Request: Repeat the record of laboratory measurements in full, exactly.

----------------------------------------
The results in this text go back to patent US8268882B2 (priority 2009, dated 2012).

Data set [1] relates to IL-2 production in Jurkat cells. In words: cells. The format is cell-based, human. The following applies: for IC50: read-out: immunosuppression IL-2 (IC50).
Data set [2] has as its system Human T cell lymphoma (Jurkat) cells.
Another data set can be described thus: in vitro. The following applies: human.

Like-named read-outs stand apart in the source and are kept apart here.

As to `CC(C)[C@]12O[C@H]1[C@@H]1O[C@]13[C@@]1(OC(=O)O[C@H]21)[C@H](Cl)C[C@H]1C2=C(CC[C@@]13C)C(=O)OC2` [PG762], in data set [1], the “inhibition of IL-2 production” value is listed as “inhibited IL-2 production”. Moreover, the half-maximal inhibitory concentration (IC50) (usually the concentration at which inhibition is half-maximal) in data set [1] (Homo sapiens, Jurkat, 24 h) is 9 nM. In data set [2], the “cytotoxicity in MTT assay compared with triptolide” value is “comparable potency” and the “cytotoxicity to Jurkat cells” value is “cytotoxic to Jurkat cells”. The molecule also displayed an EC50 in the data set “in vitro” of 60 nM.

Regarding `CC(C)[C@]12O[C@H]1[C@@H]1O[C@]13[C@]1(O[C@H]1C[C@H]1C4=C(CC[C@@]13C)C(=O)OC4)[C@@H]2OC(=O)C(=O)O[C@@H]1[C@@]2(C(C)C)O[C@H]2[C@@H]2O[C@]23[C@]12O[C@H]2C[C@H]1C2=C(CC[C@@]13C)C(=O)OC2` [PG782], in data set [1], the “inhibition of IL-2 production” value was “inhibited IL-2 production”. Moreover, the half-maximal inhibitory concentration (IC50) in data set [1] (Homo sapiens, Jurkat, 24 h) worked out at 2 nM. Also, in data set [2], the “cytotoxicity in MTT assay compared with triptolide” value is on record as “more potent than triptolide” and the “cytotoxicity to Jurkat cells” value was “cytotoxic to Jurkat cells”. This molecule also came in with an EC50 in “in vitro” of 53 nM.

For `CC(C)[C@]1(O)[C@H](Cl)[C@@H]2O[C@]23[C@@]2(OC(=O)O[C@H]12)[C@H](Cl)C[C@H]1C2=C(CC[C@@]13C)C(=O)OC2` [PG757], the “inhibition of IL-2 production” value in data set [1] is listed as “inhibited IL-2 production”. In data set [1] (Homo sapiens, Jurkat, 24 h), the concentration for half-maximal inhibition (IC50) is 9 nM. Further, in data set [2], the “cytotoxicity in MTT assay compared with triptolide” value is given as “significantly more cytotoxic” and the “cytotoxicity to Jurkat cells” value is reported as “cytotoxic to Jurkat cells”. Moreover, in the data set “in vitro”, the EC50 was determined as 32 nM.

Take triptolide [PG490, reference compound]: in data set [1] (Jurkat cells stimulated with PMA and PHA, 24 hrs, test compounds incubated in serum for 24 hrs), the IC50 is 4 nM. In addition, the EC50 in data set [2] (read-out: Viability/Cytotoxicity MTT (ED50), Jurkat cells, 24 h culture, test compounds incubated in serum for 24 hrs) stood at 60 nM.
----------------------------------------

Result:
The results in this text go back to patent US8268882B2 (priority 2009, dated 2012).

Data set [1] relates to IL-2 production in Jurkat cells. In words: cells. The format is cell-based, human. The following applies: for IC50: read-out: immunosuppression IL-2 (IC50).
Data set [2] has as its system Human T cell lymphoma (Jurkat) cells.
Another data set can be described thus: in vitro. The following applies: human.

Like-named read-outs stand apart in the source and are kept apart here.

As to `CC(C)[C@]12O[C@H]1[C@@H]1O[C@]13[C@@]1(OC(=O)O[C@H]21)[C@H](Cl)C[C@H]1C2=C(CC[C@@]13C)C(=O)OC2` [PG762], in data set [1], the “inhibition of IL-2 production” value is listed as “inhibited IL-2 production”. Moreover, the half-maximal inhibitory concentration (IC50) (usually the concentration at which inhibition is half-maximal) in data set [1] (Homo sapiens, Jurkat, 24 h) is 9 nM. In data set [2], the “cytotoxicity in MTT assay compared with triptolide” value is “comparable potency” and the “cytotoxicity to Jurkat cells” value is “cytotoxic to Jurkat cells”. The molecule also displayed an EC50 in the data set “in vitro” of 60 nM.

Regarding `CC(C)[C@]12O[C@H]1[C@@H]1O[C@]13[C@]1(O[C@H]1C[C@H]1C4=C(CC[C@@]13C)C(=O)OC4)[C@@H]2OC(=O)C(=O)O[C@@H]1[C@@]2(C(C)C)O[C@H]2[C@@H]2O[C@]23[C@]12O[C@H]2C[C@H]1C2=C(CC[C@@]13C)C(=O)OC2` [PG782], in data set [1], the “inhibition of IL-2 production” value was “inhibited IL-2 production”. Moreover, the half-maximal inhibitory concentration (IC50) in data set [1] (Homo sapiens, Jurkat, 24 h) worked out at 2 nM. Also, in data set [2], the “cytotoxicity in MTT assay compared with triptolide” value is on record as “more potent than triptolide” and the “cytotoxicity to Jurkat cells” value was “cytotoxic to Jurkat cells”. This molecule also came in with an EC50 in “in vitro” of 53 nM.

For `CC(C)[C@]1(O)[C@H](Cl)[C@@H]2O[C@]23[C@@]2(OC(=O)O[C@H]12)[C@H](Cl)C[C@H]1C2=C(CC[C@@]13C)C(=O)OC2` [PG757], the “inhibition of IL-2 production” value in data set [1] is listed as “inhibited IL-2 production”. In data set [1] (Homo sapiens, Jurkat, 24 h), the concentration for half-maximal inhibition (IC50) is 9 nM. Further, in data set [2], the “cytotoxicity in MTT assay compared with triptolide” value is given as “significantly more cytotoxic” and the “cytotoxicity to Jurkat cells” value is reported as “cytotoxic to Jurkat cells”. Moreover, in the data set “in vitro”, the EC50 was determined as 32 nM.

Take triptolide [PG490, reference compound]: in data set [1] (Jurkat cells stimulated with PMA and PHA, 24 hrs, test compounds incubated in serum for 24 hrs), the IC50 is 4 nM. In addition, the EC50 in data set [2] (read-out: Viability/Cytotoxicity MTT (ED50), Jurkat cells, 24 h culture, test compounds incubated in serum for 24 hrs) stood at 60 nM.